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Nascar is looking to get into some city traffic this summer, combining stock car racing, rock music and the resources of CBS Corp. to snare a new crop of young, urban fans.

"Nascar Rocks," a concert series headlined by the Allman Brothers, will make 30 stops nationwide this summer. With the tour, Nascar hopes to bring the spirit of stock car racing to new markets, especially untapped urban areas.

Local on-site promotions will involve CBS TV affiliates; CBS-owned The Nashville Network; and Westwood One, the radio network partly owned by CBS.

Co-sponsoring the tour are Gibson Musical Instruments, Quaker Oats Co.'s Gatorade, TruServ Corp.'s True Value Hardware Stores and upstart do-it-yourself car parts Internet site Each will provide hands-on activities for attendees.

Other sponsors of the tour, running June 12 through Sept. 15, include Anheuser-Busch's Budweiser, videogame maker EA Sports, Mattel's Hot Wheels, Penske Racing and Visa USA.

Despite the emphasis on car racing, at many stops there won't even be a local race connected to the concert. Instead, the festival-like concerts will feature Nascar-related activities and promotions designed to get fans under age 25 interested in the sport.

"Nascar is big in certain regions, but we still need to grow with younger fans and in certain urban markets and places where there's no Nascar track, such as Seattle, Chicago, Kansas City and Las Vegas. We decided to bring Nascar to these folks," said George Pyne, Nascar VP-marketing.


The Allman Brothers, a 30-year-old band, may seem an unlikely choice for attracting younger fans, but CBS claims the rockers are enjoying a revival with people under age 30.

"To kids today, the Allman Brothers are like the Grateful Dead -- there's a lot of interest in these groups from the 1970s," said Keith Ritter, senior VP-marketing for CBS Sports. The Allman Brothers and Nascar also share strong roots in the South, and together they want to expand to new regions.

Although CBS annually broadcasts several major Nascar races, including the CBS Daytona 500 and Pepsi 400, its interest in sponsoring the concert tour extends far beyond the small screen, Mr. Ritter said.

"Sports is now about platforms, not just media buys," he said. "It's more than just getting eyeballs and selling ads, but it's about being part of what's relevant at the grassroots level, delivering concepts and leveraging value to sponsors."

Westwood One hasn't previously covered Nascar racing on its radio broadcasts, but the company has dozens of its local radio stations tying in with "Nascar Rocks" for on-air events, promotions and giveaways, and may be covering some races in the near future.

"Nascar is one of the fastest-growing sports, and we're the largest provider of radio programming in the U.S.; we can help them grow their fan base," said Westwood One President-CEO Joel Hollander.


Co-sponsors have embraced the racing theme and are eager to target the type of fan interested in racing and music, an audience that CBS said will have a great deal of earning and influence potential over the next several years.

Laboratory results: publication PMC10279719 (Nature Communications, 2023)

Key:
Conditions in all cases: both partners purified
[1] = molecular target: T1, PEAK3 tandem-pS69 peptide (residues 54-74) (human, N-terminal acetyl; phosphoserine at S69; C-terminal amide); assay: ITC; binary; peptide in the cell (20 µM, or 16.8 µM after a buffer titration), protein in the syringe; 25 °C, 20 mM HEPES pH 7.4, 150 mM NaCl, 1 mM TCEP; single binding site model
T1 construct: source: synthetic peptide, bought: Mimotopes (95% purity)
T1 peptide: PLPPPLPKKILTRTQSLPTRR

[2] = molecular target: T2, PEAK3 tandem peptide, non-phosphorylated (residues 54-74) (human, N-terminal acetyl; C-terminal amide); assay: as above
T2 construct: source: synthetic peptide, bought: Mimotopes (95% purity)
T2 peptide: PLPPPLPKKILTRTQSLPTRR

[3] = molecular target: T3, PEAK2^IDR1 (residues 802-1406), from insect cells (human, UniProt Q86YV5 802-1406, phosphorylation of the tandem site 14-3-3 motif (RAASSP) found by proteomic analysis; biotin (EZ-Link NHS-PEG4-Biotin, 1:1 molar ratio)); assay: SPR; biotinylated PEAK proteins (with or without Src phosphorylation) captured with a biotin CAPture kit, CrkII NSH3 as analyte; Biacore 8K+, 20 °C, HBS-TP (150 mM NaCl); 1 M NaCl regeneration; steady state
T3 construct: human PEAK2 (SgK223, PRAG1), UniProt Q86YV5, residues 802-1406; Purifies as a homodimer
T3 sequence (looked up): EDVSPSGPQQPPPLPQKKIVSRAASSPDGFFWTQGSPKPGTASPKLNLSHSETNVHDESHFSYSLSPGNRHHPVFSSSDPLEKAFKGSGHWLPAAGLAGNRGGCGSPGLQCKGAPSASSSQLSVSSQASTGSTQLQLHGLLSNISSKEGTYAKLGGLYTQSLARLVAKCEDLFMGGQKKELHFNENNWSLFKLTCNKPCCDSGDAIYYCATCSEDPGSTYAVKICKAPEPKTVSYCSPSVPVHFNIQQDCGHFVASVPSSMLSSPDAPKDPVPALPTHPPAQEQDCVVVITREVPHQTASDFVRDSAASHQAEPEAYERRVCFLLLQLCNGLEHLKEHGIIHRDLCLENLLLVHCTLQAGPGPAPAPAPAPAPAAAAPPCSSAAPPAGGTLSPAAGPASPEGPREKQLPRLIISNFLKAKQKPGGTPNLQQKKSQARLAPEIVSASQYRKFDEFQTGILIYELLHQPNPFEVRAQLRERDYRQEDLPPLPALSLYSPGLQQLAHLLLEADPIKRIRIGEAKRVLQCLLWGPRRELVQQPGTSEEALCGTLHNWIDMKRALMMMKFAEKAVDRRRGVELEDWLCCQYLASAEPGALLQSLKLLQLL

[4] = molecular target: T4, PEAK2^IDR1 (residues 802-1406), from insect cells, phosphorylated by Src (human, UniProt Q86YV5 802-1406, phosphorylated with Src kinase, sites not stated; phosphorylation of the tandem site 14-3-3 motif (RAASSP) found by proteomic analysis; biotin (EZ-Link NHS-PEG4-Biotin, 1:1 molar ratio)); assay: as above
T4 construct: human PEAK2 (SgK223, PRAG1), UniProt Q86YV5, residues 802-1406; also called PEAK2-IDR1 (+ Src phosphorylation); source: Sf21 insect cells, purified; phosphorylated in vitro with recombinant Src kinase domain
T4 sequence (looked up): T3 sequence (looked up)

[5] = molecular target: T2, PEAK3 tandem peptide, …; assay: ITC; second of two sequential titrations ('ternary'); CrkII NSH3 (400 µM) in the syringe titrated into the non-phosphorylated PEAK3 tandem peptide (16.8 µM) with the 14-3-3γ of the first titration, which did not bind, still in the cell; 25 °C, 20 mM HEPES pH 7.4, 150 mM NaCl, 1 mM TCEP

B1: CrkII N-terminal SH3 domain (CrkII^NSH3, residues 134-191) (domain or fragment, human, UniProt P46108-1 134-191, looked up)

Gatorade is bringing a Hummer vehicle equipped with a basketball hoop, obstacle course and soccer challenge for on-the-spot competitions at concert tour stops. TNN also is stirring competition among attendees with an interactive videogame center contained within a tractor-trailer. TNN will give away music CDs and Nascar-related prizes, and provide a sweepstakes to win a miniature race car.

Gibson Musical Instruments is providing a "petting zoo" of Gibson guitars and other instruments that concertgoers can play.

True Value is teaming with, a new site for do-it-yourselfers seeking auto parts, for a pit crew challenge inviting concert attendees to see how fast they can change a tire in a simulated Nascar pit.

True Value is extending its concert sponsorship to a nationwide point-of-purchase "Toolbox That Rocks" promotion centering on a mail-in offer for a "toolbox" containing a custom music CD and "Nascar Rocks" T-shirt and hat, among other race-related goodies.

"The concert tour and its target audience match up with our grassroots marketing efforts to reach do-it-yourselfers and younger fans; this also gives us a promotion to help our independent retailers generate additional business," said John Schmidtke, True Value's national advertising manager. is using "Nascar Rocks" as its coming-out event as the site debuts this month offering car parts, tools and accessories including a Nascar-branded line of tools.

"The Nascar fan is precisely who we want to reach, and an event like this is the perfect way to get their attention and drive them back to the Internet," said Gus Conrades, CEO of Wrenchead.

Musicians Mary Cutrufello, Susan Tedeschi and Lucinda Williams will support the Allman Brothers at the admission-only concerts. John Schreiber Group, New York,

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